Podcast Classics for Wednesday 1 October 2014
Rebecca Clarke (1886-1979)
Piano Trio (1921)
Moderato ma appassionato
Andante molto semplice
Rebecca Clarke was a pioneering musician and composer of the early 20th century, best known for her chamber music featuring the viola. She was one of Sir Charles Villiers Stanford’s first female composition students at the Royal College of Music, and was one of the first professional female musicians to play in Sir Henry Wood’s Queen’s Hall Orchestra.
Clarke’s music has passion and power, is often rhapsodic, and runs the gamut of 20th-century styles including Impressionism, post-Romanticism, and neo-Classicism. It has been compared to that of both Ravel and Bloch. With a catalogue of nearly 100 works, just a few were published in her lifetime.
The Trio opens with a discordant fanfare before a yearning cello theme takes over. A touch of Debussy-like mist, and intertwined themes leads to some busy dialogue and rhapsodic piano until a poignant last passage on cello. The haunting second movement theme picks up on that mood and winds its way through the three instruments displaying the individual qualities of each. Mysterious in mood, eloquent melodies float over poetic accompaniments. The third movement is piquant and light-hearted. Despite flashes of drama, nostalgia for earlier themes and mood is never far away.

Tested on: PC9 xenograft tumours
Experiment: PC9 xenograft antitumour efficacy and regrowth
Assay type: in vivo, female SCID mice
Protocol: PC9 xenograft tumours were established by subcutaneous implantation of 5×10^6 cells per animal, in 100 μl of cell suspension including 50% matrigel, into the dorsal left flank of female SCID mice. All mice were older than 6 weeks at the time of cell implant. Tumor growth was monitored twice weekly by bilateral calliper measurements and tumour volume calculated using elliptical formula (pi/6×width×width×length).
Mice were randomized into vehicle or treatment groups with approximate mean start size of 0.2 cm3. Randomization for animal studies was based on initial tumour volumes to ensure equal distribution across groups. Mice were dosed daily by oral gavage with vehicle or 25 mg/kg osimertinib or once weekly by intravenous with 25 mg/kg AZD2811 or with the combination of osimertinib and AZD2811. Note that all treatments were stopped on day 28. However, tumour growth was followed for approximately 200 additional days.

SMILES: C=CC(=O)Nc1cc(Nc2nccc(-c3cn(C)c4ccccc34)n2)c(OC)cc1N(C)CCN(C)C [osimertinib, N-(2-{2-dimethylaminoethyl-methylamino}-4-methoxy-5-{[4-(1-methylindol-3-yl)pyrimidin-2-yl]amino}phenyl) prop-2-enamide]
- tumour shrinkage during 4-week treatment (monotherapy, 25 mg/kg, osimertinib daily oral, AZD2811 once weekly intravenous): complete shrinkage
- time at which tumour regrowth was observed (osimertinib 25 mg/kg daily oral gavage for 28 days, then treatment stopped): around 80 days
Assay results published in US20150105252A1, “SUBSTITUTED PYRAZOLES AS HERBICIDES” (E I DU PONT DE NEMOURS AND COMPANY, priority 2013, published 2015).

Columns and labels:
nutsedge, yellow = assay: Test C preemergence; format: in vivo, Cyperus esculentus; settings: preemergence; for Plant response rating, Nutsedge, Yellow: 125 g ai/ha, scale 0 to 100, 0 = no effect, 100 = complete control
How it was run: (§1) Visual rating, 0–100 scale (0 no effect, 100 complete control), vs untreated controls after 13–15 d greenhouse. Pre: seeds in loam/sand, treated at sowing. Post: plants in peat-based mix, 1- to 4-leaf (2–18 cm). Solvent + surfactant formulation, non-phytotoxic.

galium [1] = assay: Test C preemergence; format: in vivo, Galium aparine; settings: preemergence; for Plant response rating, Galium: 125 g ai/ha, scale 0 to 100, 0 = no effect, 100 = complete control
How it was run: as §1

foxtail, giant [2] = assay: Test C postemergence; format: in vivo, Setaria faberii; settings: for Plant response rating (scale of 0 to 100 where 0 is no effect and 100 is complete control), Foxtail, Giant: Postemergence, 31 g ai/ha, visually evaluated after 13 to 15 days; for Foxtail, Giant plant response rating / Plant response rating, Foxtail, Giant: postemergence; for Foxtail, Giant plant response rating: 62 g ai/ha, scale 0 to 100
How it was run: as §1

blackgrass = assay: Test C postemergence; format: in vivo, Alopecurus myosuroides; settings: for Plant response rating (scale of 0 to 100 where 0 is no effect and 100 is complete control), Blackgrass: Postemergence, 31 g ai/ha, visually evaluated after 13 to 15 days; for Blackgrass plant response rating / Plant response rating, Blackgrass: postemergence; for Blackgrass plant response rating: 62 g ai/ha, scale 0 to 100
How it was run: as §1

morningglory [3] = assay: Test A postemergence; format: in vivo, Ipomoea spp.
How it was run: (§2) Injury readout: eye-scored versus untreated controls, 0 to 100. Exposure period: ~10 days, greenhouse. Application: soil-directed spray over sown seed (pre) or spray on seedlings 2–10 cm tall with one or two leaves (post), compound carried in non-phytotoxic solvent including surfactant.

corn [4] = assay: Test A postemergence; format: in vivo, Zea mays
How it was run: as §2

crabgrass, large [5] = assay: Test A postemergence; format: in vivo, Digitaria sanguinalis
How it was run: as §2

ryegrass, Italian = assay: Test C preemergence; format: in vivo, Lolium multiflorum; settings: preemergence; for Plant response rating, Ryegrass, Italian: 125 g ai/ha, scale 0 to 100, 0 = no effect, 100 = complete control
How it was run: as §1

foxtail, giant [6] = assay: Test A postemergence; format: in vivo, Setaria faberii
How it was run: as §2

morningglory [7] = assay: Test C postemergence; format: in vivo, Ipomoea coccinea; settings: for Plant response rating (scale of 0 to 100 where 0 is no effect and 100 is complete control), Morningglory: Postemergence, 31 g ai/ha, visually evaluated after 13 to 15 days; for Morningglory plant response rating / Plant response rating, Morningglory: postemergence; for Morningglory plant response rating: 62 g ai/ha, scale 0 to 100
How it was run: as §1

Both versatile and genre-busting, NZTrio epitomises the relevance of live music in a digital age. This group smashes preconceptions of classical music being stuffy and intimidating by engaging their listeners with intimate and dynamic performances.
Each concert is a unique experience. Mixing musical cultures and genres, often involving collaborations with a diverse range of international artists, NZTrio inspires people of all walks of life to see classical music as approachable, essential and meaningful. Described as a ‘national treasure’, NZTrio celebrated their first decade together in 2012, and they continue to thrill both national and international audiences.
Producer: Tim Dodd
Engineer: Adrian Hollay
Programme notes: Joy Aberdein, edited by Hannah Sassman